Joseph Of Egypt (Read An Excerpt)

The account of Joseph’s life in the Bible begins with a seventeen year old being sold off as a slave and concludes with that same slave becoming second-in-command of all ancient Egypt. If you have always wanted to know what it would have been like for Joseph in the context of that time in Egypt, then this book is for you. Following the Biblical narrative carefully and with research into ancient Egypt of the time, I paint a picture of what Joseph would have experienced. Everything included in this story has a foundation either from the Bible itself or from historical texts.

This book carries you to ancient times. The story begins in Bethel when Joseph was a little boy, and ends with reconciliation with his family. In between are the experiences of his eventful life: the dreams from God, being sold to merchants, the journey to Egypt, life as a slave, in the prison, his promotion by Pharaoh and life as a leader. The Bible account is stirring on its own, but here you will get more detail and new perspectives. What you read will intrigue, inform, move and inspire you. It is a beautiful testament of God’s faithfulness.

Excerpt from Joseph Of Egypt

The great river flowed a short distance from Pharaoh’s palace. The king stood at the banks and looked on. He took pleasure in watching the numerous cattle he possessed from this vantage point but none of his herds were there at the time. The soothing moving water was suddenly interrupted. Something was troubling the river. Moments later the head of a cow emerged. It moved towards the banks and soon the whole animal climbed out. Following closely another cow surfaced and like the first got out of the water. This sequence continued until seven cows had come out of the river. They were large and healthy looking but they were not from any of the king’s herds. Pharaoh watched them graze among the reeds.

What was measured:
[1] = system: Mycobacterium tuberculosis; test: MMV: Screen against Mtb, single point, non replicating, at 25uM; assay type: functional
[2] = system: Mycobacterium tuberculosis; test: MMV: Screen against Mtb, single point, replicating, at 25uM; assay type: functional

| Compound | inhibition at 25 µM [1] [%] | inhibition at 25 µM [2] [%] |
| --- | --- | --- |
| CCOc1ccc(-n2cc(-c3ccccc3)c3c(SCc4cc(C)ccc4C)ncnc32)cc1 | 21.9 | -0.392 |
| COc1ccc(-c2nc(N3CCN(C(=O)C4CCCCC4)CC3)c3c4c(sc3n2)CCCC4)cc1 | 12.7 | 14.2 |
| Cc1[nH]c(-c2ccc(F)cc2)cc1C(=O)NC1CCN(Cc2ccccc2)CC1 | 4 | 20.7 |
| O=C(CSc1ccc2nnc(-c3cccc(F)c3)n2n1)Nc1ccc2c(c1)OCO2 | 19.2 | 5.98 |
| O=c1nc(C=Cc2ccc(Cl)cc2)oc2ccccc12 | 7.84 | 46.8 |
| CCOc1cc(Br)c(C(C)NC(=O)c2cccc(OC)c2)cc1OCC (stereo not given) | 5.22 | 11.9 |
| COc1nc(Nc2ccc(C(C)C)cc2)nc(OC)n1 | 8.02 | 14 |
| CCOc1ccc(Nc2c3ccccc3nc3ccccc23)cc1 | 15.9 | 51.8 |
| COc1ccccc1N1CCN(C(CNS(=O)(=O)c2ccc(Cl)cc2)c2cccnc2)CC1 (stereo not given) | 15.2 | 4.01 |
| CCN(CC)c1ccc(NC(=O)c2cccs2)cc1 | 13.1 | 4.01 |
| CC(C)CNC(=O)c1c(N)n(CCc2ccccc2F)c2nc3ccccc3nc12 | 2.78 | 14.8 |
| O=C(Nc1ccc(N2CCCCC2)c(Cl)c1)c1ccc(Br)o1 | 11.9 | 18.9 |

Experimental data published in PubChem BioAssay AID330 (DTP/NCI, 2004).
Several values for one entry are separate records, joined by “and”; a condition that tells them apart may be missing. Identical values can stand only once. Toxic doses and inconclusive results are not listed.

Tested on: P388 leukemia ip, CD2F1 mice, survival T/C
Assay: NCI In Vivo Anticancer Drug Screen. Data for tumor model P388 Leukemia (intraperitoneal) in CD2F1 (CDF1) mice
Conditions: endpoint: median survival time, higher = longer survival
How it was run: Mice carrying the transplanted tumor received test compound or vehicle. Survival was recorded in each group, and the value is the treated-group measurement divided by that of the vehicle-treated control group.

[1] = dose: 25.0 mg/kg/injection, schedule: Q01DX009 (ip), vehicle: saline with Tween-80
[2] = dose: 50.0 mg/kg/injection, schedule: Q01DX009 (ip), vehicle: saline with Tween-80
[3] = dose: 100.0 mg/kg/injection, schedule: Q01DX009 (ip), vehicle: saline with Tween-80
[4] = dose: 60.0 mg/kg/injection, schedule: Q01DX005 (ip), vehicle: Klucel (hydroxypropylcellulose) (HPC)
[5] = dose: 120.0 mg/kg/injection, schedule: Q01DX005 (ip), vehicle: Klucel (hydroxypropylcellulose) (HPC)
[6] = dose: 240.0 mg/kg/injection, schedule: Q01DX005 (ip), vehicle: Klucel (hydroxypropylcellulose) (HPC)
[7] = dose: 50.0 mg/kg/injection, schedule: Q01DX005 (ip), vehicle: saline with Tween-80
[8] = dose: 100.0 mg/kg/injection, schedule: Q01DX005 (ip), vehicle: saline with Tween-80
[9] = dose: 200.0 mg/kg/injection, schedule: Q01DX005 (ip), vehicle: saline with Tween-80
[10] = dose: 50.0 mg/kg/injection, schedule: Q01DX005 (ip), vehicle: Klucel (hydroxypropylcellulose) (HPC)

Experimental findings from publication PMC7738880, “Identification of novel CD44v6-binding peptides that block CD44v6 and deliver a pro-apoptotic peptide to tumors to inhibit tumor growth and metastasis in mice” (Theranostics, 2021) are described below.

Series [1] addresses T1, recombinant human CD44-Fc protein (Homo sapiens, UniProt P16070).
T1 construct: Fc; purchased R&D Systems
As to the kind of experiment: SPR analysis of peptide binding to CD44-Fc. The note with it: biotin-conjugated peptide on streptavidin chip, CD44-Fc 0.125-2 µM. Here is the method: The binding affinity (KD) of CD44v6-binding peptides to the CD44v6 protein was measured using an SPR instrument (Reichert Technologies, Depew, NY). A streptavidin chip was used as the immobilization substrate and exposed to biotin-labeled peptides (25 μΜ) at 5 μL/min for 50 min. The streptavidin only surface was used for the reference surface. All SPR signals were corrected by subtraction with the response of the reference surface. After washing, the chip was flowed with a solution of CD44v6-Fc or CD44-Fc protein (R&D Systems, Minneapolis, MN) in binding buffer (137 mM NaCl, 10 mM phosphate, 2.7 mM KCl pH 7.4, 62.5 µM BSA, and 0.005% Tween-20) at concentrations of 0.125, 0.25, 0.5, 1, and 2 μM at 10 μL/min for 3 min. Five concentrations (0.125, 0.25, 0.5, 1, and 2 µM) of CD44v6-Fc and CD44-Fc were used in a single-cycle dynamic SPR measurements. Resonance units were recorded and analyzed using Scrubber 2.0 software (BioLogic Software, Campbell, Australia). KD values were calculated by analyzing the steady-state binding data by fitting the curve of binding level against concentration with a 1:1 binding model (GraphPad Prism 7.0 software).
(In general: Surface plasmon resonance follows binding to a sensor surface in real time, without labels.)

Soon seven more emerged but unlike the first, these were ugly and gravely thin, they stood besides the healthy ones.

The king kept his eyes on both groups of cattle and was taken aback when the miserable cows began to devour the healthy ones. They swallowed up each one of them and Pharaoh saw the hind legs of the healthy cows disappear in the mouths the ugly ones. They however remained as thin as they were before. The king was terrified—he awoke from his sleep.

He breathed fast but was relieved: it was only a dream. He had never seen such ugly looking cows; he wondered if this dream had any significance. He placed his head down again and was soon asleep.

Pharaoh walked in the grain fields and observed the crop. He saw seven ears coming up from one stalk; they were healthy and of good appearance, but seven other ears blasted with an east wind, sprung up after them. The thin ears swallowed up the healthy ones and again Pharaoh awoke. This time he was deeply concerned. The dreams were both dreadful and he had them on the same night, which was strange. He needed to know what they meant and was determined to find out in the morning. He could hardly sleep from that time on.